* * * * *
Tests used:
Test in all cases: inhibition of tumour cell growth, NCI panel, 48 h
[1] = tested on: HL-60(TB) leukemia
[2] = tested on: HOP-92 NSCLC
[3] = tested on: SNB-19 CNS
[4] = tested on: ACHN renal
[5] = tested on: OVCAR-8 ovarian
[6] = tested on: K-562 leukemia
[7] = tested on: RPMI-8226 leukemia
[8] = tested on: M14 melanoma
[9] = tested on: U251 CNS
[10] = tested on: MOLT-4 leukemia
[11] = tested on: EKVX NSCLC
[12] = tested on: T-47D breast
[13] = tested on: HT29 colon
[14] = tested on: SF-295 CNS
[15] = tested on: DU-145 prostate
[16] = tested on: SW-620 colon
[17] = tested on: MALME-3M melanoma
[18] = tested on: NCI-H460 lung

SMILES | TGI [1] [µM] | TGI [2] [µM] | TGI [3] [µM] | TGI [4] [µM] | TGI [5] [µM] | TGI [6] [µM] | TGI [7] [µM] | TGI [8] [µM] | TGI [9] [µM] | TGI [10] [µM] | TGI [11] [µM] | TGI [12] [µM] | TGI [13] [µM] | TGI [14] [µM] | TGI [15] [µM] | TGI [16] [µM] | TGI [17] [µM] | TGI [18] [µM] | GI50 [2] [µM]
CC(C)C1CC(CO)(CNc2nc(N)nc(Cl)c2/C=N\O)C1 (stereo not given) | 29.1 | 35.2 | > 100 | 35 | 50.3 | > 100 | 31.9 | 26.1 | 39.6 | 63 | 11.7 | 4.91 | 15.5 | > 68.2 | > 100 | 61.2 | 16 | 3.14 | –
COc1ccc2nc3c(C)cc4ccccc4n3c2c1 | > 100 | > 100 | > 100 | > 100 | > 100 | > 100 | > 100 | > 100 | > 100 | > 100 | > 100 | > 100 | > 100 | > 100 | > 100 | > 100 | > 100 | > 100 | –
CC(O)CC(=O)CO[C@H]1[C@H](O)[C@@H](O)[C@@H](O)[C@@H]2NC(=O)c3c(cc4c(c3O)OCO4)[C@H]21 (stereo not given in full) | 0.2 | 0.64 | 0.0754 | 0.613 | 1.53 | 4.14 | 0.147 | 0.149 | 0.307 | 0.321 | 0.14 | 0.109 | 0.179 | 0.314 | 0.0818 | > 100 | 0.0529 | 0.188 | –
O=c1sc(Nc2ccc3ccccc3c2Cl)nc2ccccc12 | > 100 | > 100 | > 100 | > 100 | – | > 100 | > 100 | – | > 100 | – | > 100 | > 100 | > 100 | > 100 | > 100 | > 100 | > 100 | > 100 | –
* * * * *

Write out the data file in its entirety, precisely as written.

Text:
Tests used:
Test in all cases: inhibition of tumour cell growth, NCI panel, 48 h
[1] = tested on: HL-60(TB) leukemia
[2] = tested on: HOP-92 NSCLC
[3] = tested on: SNB-19 CNS
[4] = tested on: ACHN renal
[5] = tested on: OVCAR-8 ovarian
[6] = tested on: K-562 leukemia
[7] = tested on: RPMI-8226 leukemia
[8] = tested on: M14 melanoma
[9] = tested on: U251 CNS
[10] = tested on: MOLT-4 leukemia
[11] = tested on: EKVX NSCLC
[12] = tested on: T-47D breast
[13] = tested on: HT29 colon
[14] = tested on: SF-295 CNS
[15] = tested on: DU-145 prostate
[16] = tested on: SW-620 colon
[17] = tested on: MALME-3M melanoma
[18] = tested on: NCI-H460 lung

SMILES | TGI [1] [µM] | TGI [2] [µM] | TGI [3] [µM] | TGI [4] [µM] | TGI [5] [µM] | TGI [6] [µM] | TGI [7] [µM] | TGI [8] [µM] | TGI [9] [µM] | TGI [10] [µM] | TGI [11] [µM] | TGI [12] [µM] | TGI [13] [µM] | TGI [14] [µM] | TGI [15] [µM] | TGI [16] [µM] | TGI [17] [µM] | TGI [18] [µM] | GI50 [2] [µM]
CC(C)C1CC(CO)(CNc2nc(N)nc(Cl)c2/C=N\O)C1 (stereo not given) | 29.1 | 35.2 | > 100 | 35 | 50.3 | > 100 | 31.9 | 26.1 | 39.6 | 63 | 11.7 | 4.91 | 15.5 | > 68.2 | > 100 | 61.2 | 16 | 3.14 | –
COc1ccc2nc3c(C)cc4ccccc4n3c2c1 | > 100 | > 100 | > 100 | > 100 | > 100 | > 100 | > 100 | > 100 | > 100 | > 100 | > 100 | > 100 | > 100 | > 100 | > 100 | > 100 | > 100 | > 100 | –
CC(O)CC(=O)CO[C@H]1[C@H](O)[C@@H](O)[C@@H](O)[C@@H]2NC(=O)c3c(cc4c(c3O)OCO4)[C@H]21 (stereo not given in full) | 0.2 | 0.64 | 0.0754 | 0.613 | 1.53 | 4.14 | 0.147 | 0.149 | 0.307 | 0.321 | 0.14 | 0.109 | 0.179 | 0.314 | 0.0818 | > 100 | 0.0529 | 0.188 | –
O=c1sc(Nc2ccc3ccccc3c2Cl)nc2ccccc12 | > 100 | > 100 | > 100 | > 100 | – | > 100 | > 100 | – | > 100 | – | > 100 | > 100 | > 100 | > 100 | > 100 | > 100 | > 100 | > 100 | –